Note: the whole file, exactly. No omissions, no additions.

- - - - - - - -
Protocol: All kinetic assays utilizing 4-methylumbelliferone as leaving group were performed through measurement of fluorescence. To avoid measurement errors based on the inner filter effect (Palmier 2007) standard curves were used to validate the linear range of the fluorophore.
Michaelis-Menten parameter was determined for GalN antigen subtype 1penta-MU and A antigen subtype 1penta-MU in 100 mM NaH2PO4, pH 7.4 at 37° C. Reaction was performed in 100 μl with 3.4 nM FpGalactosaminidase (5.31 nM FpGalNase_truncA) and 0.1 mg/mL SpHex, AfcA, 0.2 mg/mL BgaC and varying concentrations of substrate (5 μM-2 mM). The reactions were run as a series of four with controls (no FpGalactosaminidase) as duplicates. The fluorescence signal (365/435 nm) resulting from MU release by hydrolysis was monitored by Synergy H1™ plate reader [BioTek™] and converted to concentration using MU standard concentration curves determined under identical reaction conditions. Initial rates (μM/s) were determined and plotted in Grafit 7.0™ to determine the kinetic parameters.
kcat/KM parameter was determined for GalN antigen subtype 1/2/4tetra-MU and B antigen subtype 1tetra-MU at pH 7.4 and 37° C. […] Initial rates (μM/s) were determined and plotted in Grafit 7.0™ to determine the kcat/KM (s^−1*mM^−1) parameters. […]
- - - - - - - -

Protocol: All kinetic assays utilizing 4-methylumbelliferone as leaving group were performed through measurement of fluorescence. To avoid measurement errors based on the inner filter effect (Palmier 2007) standard curves were used to validate the linear range of the fluorophore.
Michaelis-Menten parameter was determined for GalN antigen subtype 1penta-MU and A antigen subtype 1penta-MU in 100 mM NaH2PO4, pH 7.4 at 37° C. Reaction was performed in 100 μl with 3.4 nM FpGalactosaminidase (5.31 nM FpGalNase_truncA) and 0.1 mg/mL SpHex, AfcA, 0.2 mg/mL BgaC and varying concentrations of substrate (5 μM-2 mM). The reactions were run as a series of four with controls (no FpGalactosaminidase) as duplicates. The fluorescence signal (365/435 nm) resulting from MU release by hydrolysis was monitored by Synergy H1™ plate reader [BioTek™] and converted to concentration using MU standard concentration curves determined under identical reaction conditions. Initial rates (μM/s) were determined and plotted in Grafit 7.0™ to determine the kinetic parameters.
kcat/KM parameter was determined for GalN antigen subtype 1/2/4tetra-MU and B antigen subtype 1tetra-MU at pH 7.4 and 37° C. […] Initial rates (μM/s) were determined and plotted in Grafit 7.0™ to determine the kcat/KM (s^−1*mM^−1) parameters. […]